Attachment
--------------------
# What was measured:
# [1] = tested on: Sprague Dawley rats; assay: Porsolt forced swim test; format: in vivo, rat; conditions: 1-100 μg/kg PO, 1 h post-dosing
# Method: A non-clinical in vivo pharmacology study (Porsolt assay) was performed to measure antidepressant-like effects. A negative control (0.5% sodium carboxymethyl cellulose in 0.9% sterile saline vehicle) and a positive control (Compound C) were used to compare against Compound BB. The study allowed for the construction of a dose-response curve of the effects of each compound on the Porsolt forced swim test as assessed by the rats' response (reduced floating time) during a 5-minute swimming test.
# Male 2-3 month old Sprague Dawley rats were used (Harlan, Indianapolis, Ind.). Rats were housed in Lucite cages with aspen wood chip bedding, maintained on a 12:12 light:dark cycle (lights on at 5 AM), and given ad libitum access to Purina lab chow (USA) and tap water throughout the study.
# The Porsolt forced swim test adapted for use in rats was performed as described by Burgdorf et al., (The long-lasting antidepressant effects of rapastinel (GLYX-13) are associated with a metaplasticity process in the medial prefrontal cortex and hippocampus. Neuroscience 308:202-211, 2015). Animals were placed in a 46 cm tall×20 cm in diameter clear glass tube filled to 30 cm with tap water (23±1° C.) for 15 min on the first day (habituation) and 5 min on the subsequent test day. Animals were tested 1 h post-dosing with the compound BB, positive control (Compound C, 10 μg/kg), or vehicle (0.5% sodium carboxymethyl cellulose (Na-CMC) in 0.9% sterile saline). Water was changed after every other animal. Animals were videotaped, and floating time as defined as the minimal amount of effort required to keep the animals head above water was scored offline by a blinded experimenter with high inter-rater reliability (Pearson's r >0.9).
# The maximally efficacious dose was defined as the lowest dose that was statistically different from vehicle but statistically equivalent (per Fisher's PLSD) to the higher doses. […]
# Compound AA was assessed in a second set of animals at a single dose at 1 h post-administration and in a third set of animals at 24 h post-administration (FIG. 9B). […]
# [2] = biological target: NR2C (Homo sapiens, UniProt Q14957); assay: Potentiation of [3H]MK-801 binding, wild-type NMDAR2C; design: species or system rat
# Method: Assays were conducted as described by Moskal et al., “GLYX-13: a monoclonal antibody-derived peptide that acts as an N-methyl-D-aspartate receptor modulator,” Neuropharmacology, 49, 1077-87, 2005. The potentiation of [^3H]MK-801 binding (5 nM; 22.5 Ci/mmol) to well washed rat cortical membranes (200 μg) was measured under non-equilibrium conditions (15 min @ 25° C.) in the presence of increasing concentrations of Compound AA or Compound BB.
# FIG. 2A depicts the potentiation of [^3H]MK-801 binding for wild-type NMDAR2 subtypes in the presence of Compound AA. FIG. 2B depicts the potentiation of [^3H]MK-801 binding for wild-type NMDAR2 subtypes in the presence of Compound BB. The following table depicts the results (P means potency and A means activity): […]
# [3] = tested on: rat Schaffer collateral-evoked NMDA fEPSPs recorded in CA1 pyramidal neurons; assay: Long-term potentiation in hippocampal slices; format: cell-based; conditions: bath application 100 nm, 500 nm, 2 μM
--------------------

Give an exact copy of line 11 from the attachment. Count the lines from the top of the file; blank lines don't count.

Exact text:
# [3] = tested on: rat Schaffer collateral-evoked NMDA fEPSPs recorded in CA1 pyramidal neurons; assay: Long-term potentiation in hippocampal slices; format: cell-based; conditions: bath application 100 nm, 500 nm, 2 μM